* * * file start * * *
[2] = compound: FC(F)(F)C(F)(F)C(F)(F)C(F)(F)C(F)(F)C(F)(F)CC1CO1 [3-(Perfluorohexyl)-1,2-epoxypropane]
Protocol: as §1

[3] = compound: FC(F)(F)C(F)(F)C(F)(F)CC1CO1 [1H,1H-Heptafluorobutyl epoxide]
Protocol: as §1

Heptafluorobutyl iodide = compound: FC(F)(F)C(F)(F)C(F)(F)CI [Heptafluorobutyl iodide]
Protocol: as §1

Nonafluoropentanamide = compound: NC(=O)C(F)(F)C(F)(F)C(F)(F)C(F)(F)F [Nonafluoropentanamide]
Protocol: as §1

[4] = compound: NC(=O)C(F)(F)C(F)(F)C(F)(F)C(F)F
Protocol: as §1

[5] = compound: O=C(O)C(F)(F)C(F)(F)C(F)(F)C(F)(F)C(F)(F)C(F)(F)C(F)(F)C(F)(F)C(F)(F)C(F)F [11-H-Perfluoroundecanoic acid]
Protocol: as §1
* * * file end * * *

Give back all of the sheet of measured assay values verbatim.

[2] = compound: FC(F)(F)C(F)(F)C(F)(F)C(F)(F)C(F)(F)C(F)(F)CC1CO1 [3-(Perfluorohexyl)-1,2-epoxypropane]
Protocol: as §1

[3] = compound: FC(F)(F)C(F)(F)C(F)(F)CC1CO1 [1H,1H-Heptafluorobutyl epoxide]
Protocol: as §1

Heptafluorobutyl iodide = compound: FC(F)(F)C(F)(F)C(F)(F)CI [Heptafluorobutyl iodide]
Protocol: as §1

Nonafluoropentanamide = compound: NC(=O)C(F)(F)C(F)(F)C(F)(F)C(F)(F)F [Nonafluoropentanamide]
Protocol: as §1

[4] = compound: NC(=O)C(F)(F)C(F)(F)C(F)(F)C(F)F
Protocol: as §1

[5] = compound: O=C(O)C(F)(F)C(F)(F)C(F)(F)C(F)(F)C(F)(F)C(F)(F)C(F)(F)C(F)(F)C(F)(F)C(F)F [11-H-Perfluoroundecanoic acid]
Protocol: as §1